A number of things might occur to you at this point, few of which, I doubt, have not already occurred to me, even if not in real time at the time of the event of this telling. I can't tell you now how many of these occurrences of mind occurred then versus subsequently. Nor can I tell you how much of their detail was detailed in the explanation of my neighbor's stopping up to recount what prompted them. I can assure you that the detail of the anecdotally decisive uninhabited apartment did bridge the cognitive gap separating us as we stood on opposite sides of the threshold of my doorway.
Though short of the explicit suggestion, it occurred to me that an enclosed space might resonate greater beyond itself should it happen to contain fewer things likely to absorb the resonance. This might include sound that begins from without the space. Due to its vacancy, this space might facilitate the transmission of sound more effectively from its one outer side to its other. For the purposes of this discussion, however, the relevance remains that the buzzer of the door had effectively ruled out that which might have originated within that space.
This brings to mind the converse in how I'd arrive personally predetermined to a doctor's appointment, not so much to rule out his or her having to rule out that from which I was sure I did not suffer, but to cut straight to the chase with details detailed to lead him or her to my predetermined diagnosis. It's not likely that doctors are the only ones who habitually resist being led to conclusions, and so ignore whatever stated symptoms are inconvenient to that resistance.
Conversely, too, this woman (who might be the most beautiful creature you've ever seen or the most hideous beast yet known to mammals) had a preconceived notion ready to be told to whomever answered the door that day. That it happened to be me, I was the one to be told it. Although it was not the preconceived notion that sounded like moving furniture, that'd be a fun detail. No, the notion she had preconceived was that the sound she'd been hearing sounded like furniture being dragged about. It's frequency became the concern. You can imagine.
At least you can imagine the sound of various textures of friction from the surface opposite your ceiling. Whether or not you can imagine these resonant textures vibrating through empty space to make it through an additional barrier is down to your personal experience or notionally determined, informed or not. I can, or could imagine, as the details have hinted. On the other hand, the less resonant the sound, the less resonant the notion it'd complete trip. Obviously.
An additional consideration, less dependent upon the ironic dearth of furniture, would be how much the vibrations travel up and down the walls. For the next detail of this storied account, I ask you to consider the woman next door.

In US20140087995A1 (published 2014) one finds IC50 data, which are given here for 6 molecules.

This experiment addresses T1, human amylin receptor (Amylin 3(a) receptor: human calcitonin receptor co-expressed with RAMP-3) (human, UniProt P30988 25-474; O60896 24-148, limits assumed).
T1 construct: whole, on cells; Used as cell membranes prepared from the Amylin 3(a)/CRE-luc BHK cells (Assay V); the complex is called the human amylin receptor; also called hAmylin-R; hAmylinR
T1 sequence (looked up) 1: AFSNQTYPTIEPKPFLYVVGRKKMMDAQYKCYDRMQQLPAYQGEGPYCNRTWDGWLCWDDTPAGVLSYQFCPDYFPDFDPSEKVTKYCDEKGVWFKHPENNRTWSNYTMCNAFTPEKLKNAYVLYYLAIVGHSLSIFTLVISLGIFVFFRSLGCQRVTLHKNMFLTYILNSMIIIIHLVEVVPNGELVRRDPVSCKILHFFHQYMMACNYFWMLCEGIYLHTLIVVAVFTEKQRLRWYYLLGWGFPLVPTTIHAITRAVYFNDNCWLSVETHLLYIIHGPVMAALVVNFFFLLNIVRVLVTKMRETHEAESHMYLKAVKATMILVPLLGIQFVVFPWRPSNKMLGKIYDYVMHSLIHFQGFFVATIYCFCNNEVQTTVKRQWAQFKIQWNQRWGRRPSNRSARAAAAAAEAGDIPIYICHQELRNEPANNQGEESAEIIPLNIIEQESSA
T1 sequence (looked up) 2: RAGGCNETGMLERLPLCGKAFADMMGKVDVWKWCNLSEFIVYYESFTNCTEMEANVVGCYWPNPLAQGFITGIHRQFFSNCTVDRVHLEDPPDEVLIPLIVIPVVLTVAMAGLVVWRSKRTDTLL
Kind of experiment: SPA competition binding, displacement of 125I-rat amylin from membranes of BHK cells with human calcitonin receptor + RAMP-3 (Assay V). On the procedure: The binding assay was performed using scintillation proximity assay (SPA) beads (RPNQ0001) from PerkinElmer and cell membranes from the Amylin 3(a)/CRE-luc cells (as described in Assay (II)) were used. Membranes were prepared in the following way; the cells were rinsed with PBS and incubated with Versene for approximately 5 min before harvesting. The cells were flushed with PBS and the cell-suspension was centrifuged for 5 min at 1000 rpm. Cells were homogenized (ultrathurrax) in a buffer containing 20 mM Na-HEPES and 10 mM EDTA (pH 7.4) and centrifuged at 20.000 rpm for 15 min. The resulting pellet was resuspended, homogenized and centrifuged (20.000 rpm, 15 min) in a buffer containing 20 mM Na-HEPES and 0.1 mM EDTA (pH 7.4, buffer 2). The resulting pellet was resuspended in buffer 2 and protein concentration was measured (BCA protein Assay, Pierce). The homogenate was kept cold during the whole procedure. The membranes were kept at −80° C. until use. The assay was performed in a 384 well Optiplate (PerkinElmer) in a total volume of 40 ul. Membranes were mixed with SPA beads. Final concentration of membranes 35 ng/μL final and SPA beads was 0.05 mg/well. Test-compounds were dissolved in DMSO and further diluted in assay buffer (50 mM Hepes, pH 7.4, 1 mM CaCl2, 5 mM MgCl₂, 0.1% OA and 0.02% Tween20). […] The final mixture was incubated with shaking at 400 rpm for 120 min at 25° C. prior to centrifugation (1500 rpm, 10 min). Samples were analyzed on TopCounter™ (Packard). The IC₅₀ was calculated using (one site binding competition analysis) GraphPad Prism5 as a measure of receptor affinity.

Unlike in the way I'd once taken care not to include the slightest symptom that might steer the doctor to any diagnosis but my own, the buzzer of the door at some point mentioned, let slip, maybe, this person in a wheelchair who lived in the building right next to ours. Here's where my memory, like so much sound to keep distinct, gets fuzzy. I do know the buzzer of the door has paid as many visits as that which torments her is continuous.
It could be that on a visit subsequent to the first, my flatmate, the architect, had told her about the nature of the noises we receive in this old place, how they rise from the depths of the adjacent building's units that are in half alignment with our own, or even more directly, given their floors are nearer our ear level. Or it could be that that had taken place prior to my first encounter recounted above. Either way, at some point she let the existence of wheelchair lady slip, not that this preoccupation wouldn't be a projection of my own. It could be that the buzzer of the door is as blatant in her honesty as she's tenacious in her concern.
She ascended one morning, the buzzer of the door, and as soon as I opened it I couldn't do but notice what she had in her hand, which should have precluded the next longer-winded than necessary explanation, but I digress by precisely this long as well. In her hand she held a flat transparent plastic package containing sticky-sided pads, of a whole range of shapes and sizes, which one uses to place on the bases of the legs of stools and chairs and tables, or any other furniture one might be inclined to drag about, or, as the case may be, ever so slightly but no less forcibly scoot around in.
Or scooch, as the case may be, which case it was just then, an inopportune or auspicious one, depending on the perspective. Scooch would be more operative, onomatopoeically squeaking. For no sooner than the corresponding words had crossed her lips (which might be as perfectly proportioned as those of your fetish or horribly chapped and unappealing, assuming that's just not your thing), a tenor squeak of just such a scooch resonated through the door of my roomie's room at the end of the hall behind me, at which the buzzer of the door interrupted her own remarks to interject quite matter of factly, "Exactly."
I just as casually accepted her offer, with the promise to affix one of each of the package's contents to the bottom of any moveable feet in the flat, and with the request that she buzz by to let me know how it had worked. Once safely returned behind my closed door, I got to work, which, as it turns out didn't involve more than four chairs, only two of which had made any sound either way. The pads in place seemed to serve their function. Conjunction junction, any questions?